The technology is there for the implementation and Regulators, and legislative bodies have taken notice. The EU Parliament, in its 6th Directive, expressly mentioned the importance of having technology in place to meet the threshold for AML and CTF compliance. While the use of RegTech for AML and CTF procedures has not been made mandatory, the 5AMLD does not shy away from giving examples on implementation. Specifically, when it comes to customer onboarding, the 5AMLD amended Article 13 and in Article 1 mentions obtaining CDD “identifying the customer and verifying the customer’s identity based on documents, data or information obtained from a reliable and independent source, including, where available, electronic identification means.” Expecting obliged entities, especially larger operations, to use electronic ID for CDD is not an unrealistic expectation, as the digital bank and Fintech unicorn, Monzo, has incorporated electronic ID as a mandatory step in its account opening procedures. It requires new account openers to provide a photo ID (such as a passport) and a ‘selfie video’ of the person.[7]  Of course, move to electronic ID carries with it heightened threats to data security and costs to obliged entities, which might be the reason both the EU and the UK have not opted not to make the procedure mandatory.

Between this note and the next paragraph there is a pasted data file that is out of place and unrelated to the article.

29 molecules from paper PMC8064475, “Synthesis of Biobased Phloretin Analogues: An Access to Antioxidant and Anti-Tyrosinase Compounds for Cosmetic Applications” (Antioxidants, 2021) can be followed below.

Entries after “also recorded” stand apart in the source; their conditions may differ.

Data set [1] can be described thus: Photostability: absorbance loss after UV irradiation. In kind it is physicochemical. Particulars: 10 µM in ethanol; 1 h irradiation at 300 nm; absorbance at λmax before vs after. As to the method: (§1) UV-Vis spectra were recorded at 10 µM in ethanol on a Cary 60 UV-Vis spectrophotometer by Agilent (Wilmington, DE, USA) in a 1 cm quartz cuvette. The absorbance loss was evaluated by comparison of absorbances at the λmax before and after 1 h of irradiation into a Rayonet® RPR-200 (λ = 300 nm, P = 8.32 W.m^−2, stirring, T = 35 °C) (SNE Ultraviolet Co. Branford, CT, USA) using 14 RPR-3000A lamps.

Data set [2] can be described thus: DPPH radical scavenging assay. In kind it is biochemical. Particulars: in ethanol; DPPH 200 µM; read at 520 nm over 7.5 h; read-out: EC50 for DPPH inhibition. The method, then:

To keep up with the current and future demands of regulators, organisations will have to do more than pay policy lip service to RegTech, and fully commit to involving it in their firms.

[1] Institute of International Finance, RegTech in Financial Services: Technology Solutions for Compliance and Reporting Page 18 March 2016; accessed 7 January 2020

[2]  The 5th Anti-Money Laundering and Counter Terrorist Financing Directive, para 17

[3]  Business Insider, Airbnb has patented software that digs through social media to root out people who display ‘narcissism or psychopathy’,

[4]  Joan McGowan, Robots Offer Helping Hand to Fraud Investigators, 22 May 2017, accessed 8 January 2020

[5] KPMG, There’s a revolution coming: Embracing the Challenge of RegTech 3.0, accessed 8 January 2020

[6] Patrick Conroy Regtech can transform your business 17 October 2019, accessed 8 January 2020

[7] Monzo, Why we ask you to take a video Selfie, 28 August 2019, accessed 8 January 2020